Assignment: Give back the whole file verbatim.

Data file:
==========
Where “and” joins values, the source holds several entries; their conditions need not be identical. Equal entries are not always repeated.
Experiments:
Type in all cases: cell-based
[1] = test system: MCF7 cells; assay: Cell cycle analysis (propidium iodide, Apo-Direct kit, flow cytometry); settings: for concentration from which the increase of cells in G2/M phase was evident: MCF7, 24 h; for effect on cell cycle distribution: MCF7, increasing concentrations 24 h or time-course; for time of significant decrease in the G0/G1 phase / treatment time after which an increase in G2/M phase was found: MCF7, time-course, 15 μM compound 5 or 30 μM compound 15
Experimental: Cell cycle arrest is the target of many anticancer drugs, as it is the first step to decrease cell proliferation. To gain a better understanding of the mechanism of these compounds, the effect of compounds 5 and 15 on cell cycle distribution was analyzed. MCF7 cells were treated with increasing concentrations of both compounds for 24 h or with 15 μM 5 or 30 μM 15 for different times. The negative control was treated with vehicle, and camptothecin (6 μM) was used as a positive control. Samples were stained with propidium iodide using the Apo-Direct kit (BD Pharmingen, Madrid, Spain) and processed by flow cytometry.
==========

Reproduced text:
Where “and” joins values, the source holds several entries; their conditions need not be identical. Equal entries are not always repeated.
Experiments:
Type in all cases: cell-based
[1] = test system: MCF7 cells; assay: Cell cycle analysis (propidium iodide, Apo-Direct kit, flow cytometry); settings: for concentration from which the increase of cells in G2/M phase was evident: MCF7, 24 h; for effect on cell cycle distribution: MCF7, increasing concentrations 24 h or time-course; for time of significant decrease in the G0/G1 phase / treatment time after which an increase in G2/M phase was found: MCF7, time-course, 15 μM compound 5 or 30 μM compound 15
Experimental: Cell cycle arrest is the target of many anticancer drugs, as it is the first step to decrease cell proliferation. To gain a better understanding of the mechanism of these compounds, the effect of compounds 5 and 15 on cell cycle distribution was analyzed. MCF7 cells were treated with increasing concentrations of both compounds for 24 h or with 15 μM 5 or 30 μM 15 for different times. The negative control was treated with vehicle, and camptothecin (6 μM) was used as a positive control. Samples were stained with propidium iodide using the Apo-Direct kit (BD Pharmingen, Madrid, Spain) and processed by flow cytometry.